A wine for every mood
Recommendations of real-life wine choices to go with Thanksgiving scenarios, real or imagined.
Beaujolais. Any bottle that names a village, such as Morgon, or is from the great 2003 vintage, is a safe bet, with Jadot being one of the most consistent and dedicated producers.
Spanish reds. Look for "Joven" or "Crianza" on the label; try the wines of Bodega Viña Bajoz or Val Viadero, from Toro, or Casa da la Ermita, from Jumilla.
Dolcettos. These are Piemonte's affordable, undervalued wines. The most serious come from from Dogliani, where little else is grown. Pecchenino and San Romano are meticulous producers.
California Chardonnay. There are many classic fruit forward California Chardonnays, but Sonoma Cutrer makes one of the most iconic. Cambria and Au Bon Climat, both from the Central Coast, are great choices as well.
Australian Shiraz. Grocery shelves are crowded with Australian Shirazes these days, but Rosemount, Tintara and Leasingham provide some of the smoothest and most reliable.
Zinfandel. Choose from one of the four Rs: Ridge, Rosenblum, Rafanelli and a new kid on the block, Roshambo.
Austrian Weissburgunder. Two of Austria's finest Weissburgunders come from Heidi Schrock and Rudi Pichler.
Alsatian Pinot Blanc. Hugel or Albert Boxler make broad, forward delicious wines from the grape.
Argentinian Malbec. Look for those from Achaval Ferrer, Catena or Altos Las Hormigas.
Sherry. There are a surprising number of fine sherries out there, but the two most esteemed houses are Lustau, with its dry olorosos and palo cortados, and Hidalgo, with its amontillados.
Loire. Among Chenin Blancs, choose Vouvray from Huet or Chidaine for its rich yet minerally complexity. Cabernet Francs from Chinon and Bourgueil make superb, gentle pairings with turkey. Seek out Joguet for Chinon and Breton for Bourgueil.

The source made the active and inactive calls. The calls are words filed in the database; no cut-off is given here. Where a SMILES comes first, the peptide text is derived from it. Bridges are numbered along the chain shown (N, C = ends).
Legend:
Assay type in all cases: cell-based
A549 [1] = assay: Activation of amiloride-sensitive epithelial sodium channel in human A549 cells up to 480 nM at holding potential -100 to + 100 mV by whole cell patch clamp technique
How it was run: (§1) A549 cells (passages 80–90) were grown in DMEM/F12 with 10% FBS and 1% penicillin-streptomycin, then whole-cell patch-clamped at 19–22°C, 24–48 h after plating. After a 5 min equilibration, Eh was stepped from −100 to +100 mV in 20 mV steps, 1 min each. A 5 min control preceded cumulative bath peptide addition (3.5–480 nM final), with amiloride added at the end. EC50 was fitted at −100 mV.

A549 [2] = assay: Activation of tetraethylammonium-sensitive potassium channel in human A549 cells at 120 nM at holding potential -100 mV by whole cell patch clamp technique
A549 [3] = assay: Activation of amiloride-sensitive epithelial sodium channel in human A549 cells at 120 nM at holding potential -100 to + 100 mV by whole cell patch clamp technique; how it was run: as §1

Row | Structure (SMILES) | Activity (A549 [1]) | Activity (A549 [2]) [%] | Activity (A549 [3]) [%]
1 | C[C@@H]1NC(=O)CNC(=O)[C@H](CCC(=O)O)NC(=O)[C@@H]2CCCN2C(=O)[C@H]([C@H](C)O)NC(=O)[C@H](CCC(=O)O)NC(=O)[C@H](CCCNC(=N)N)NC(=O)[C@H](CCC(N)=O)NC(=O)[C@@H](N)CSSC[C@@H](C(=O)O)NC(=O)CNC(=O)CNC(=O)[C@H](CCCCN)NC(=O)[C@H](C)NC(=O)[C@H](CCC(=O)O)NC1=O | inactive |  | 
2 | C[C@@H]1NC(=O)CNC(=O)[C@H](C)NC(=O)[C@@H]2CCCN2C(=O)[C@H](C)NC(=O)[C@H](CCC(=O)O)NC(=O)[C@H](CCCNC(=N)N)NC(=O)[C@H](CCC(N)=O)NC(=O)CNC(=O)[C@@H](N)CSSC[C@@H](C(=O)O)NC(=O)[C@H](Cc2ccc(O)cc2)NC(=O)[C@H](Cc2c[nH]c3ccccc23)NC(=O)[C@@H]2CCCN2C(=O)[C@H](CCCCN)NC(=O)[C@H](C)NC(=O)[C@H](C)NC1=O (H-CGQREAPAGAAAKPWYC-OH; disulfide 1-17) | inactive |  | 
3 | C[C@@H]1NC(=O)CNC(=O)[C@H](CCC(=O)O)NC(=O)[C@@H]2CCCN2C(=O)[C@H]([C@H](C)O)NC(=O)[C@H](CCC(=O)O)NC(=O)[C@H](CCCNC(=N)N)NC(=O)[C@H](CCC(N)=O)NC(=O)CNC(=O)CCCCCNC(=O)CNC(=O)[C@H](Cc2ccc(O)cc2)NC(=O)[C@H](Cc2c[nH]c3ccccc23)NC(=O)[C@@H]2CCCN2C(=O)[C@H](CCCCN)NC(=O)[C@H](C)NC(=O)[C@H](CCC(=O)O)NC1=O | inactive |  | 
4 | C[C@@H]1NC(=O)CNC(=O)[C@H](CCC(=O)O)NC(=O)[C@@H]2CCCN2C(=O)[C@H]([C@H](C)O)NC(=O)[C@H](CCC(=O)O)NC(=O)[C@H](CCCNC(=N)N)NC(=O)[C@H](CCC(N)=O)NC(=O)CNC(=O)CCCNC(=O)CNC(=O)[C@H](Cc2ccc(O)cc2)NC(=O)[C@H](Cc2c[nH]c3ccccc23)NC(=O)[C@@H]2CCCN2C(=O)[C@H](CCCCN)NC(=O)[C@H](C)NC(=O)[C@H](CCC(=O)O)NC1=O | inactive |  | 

Oregon Pinot Gris. There are many good Oregon Pinot Gris, but among the finest and are King Estate, Ponzi, and A to Z.
Madeira. Finding the right Madeira may turn into a labor of love. At five years of age it's delicious, but it's relatively easy to find bottles that date back to the early 1900s, even the 19th century, and they won't bankrupt you the way d'Yquem would. Blandy's, Broadbent and Henriques & Henriques are a few of the more well-regarded houses.
Champagne. There are many to choose from, but Agrapart and Bollinger are current favorites. Rosé works well with Thanksgiving fare as well; try those from Billecart-Salmon.
Rhône whites. Select a rich Condrieu from Guigal or Francois Villard or a Châteauneuf-du-Pape blanc from Château La Nerthe or Beaucastel.
Bordeaux. In Bordeaux, Right Bank wines work best for Thanksgiving because they're blended with softer Merlot and Cabernet Franc. Look for Châteaux Figeac, Angelus or La Mondotte from St. Emilion; Hosanna, Le Pin or Vieux Chateau Certan from Pomerol. They may cost you, but they'll certainly impress.
Napa Valley Cabernet. Napa Cabs, cult or otherwise, will have the tannins to contend with even the richest meal. One with star-power will show some California flair too. Niebaum-Coppola's Rubicon, Dominus, Araujo Eisele or Shafer all make impressive choices.
-- Patrick ComiskeyCopyright © 2015, Los Angeles Times